To evaluate the effect of varying lens and ocular topography parameters on soft contact lens (SCL) fit, using a novel computer spreadsheet model. Although SCLs are worn by more than 100 million ametropes, the factors governing their fitting characteristics are poorly understood.Methods
A spreadsheet-based computer model used a novel ellipto-conical corneal model coupled with population data on corneoscleral topography obtained in a previous clinical study. The model calculated lens edge strain (circumferential elongation) as a predictor of lens tightness. The following parameters were systematically varied: corneal curvature, corneal diameter, corneal shape factor, corneoscleral junction angle, lens base curve (BC), and diameter.Results
The ellipto-conical corneal model showed closer concordance with actual measurements of corneal sagittal height than a simple elliptical model (limits of agreement, ±0.20 vs. ±0.25 mm; p = 0.0015). For an eye with average ocular parameters wearing a typical SCL design (BC, 8.60; diameter, 14.2 mm), the model calculated an edge strain of 2.7%. For the same SCL, the tightest fit (8.5% strain) was found with the eye showing the combination of smallest, flattest, most aspheric cornea. Conversely, the loosest fitting (−2.6%) was found with the eye showing the combination of largest, steepest, least aspheric cornea. A change in BC of 0.4 mm typically resulted in changes in edge strain of less than 2.5%, whereas a change in diameter of 0.5 mm resulted in a change of less than 2%. Using the typical SCL design and average corneal model, wide variations in corneoscleral junction angle did not critically affect lens fit. More extreme combinations of SCL and ocular parameters resulted in edge strain likely to result in a tight (>6%) or loose fit (<0%).Conclusions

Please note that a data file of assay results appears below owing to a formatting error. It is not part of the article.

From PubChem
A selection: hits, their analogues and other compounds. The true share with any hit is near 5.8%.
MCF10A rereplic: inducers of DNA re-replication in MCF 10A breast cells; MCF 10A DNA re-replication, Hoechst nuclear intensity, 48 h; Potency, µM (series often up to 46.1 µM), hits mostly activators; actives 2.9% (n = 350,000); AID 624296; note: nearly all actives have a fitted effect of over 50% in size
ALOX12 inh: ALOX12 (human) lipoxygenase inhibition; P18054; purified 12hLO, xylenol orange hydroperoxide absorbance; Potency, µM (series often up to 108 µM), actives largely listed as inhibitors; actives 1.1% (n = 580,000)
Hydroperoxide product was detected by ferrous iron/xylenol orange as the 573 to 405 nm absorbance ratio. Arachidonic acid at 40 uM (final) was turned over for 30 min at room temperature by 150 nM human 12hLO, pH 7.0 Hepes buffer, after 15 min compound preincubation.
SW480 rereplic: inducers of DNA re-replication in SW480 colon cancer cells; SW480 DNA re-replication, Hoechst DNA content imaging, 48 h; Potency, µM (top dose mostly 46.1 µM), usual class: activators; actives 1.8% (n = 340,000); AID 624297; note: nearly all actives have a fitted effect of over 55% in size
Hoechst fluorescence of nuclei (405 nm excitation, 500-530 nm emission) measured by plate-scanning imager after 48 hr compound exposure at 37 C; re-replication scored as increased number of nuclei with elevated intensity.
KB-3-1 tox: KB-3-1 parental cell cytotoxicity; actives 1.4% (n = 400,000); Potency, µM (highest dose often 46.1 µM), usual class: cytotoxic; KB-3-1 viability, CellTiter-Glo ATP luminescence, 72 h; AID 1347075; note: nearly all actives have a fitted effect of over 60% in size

A novel ellipto-conical corneal model in conjunction with spreadsheet mathematical modeling proved to be a useful tool for attempting to understand the factors governing SCL fit.